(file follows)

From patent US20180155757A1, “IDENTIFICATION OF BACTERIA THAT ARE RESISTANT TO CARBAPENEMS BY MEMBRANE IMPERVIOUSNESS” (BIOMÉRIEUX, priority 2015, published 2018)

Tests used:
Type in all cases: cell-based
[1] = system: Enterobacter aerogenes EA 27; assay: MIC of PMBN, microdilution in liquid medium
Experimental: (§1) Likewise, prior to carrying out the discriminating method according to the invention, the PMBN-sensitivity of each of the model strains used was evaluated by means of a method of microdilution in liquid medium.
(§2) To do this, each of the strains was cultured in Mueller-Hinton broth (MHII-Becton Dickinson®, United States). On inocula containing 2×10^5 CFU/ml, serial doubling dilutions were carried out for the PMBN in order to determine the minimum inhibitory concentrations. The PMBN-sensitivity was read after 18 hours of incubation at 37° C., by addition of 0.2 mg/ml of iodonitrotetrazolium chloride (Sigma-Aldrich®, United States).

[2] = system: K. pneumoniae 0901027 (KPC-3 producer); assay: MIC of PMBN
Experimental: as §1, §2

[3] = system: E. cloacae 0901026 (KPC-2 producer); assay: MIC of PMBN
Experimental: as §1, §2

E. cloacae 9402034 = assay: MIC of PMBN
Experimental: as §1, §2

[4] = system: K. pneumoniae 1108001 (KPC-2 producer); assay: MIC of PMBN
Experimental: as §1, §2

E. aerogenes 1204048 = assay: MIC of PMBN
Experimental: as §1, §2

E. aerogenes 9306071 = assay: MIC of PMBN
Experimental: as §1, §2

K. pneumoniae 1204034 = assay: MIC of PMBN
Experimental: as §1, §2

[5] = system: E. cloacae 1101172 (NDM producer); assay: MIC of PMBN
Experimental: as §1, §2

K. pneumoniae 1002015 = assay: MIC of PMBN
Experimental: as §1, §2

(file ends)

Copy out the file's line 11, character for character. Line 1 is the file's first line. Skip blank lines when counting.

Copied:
E. cloacae 9402034 = assay: MIC of PMBN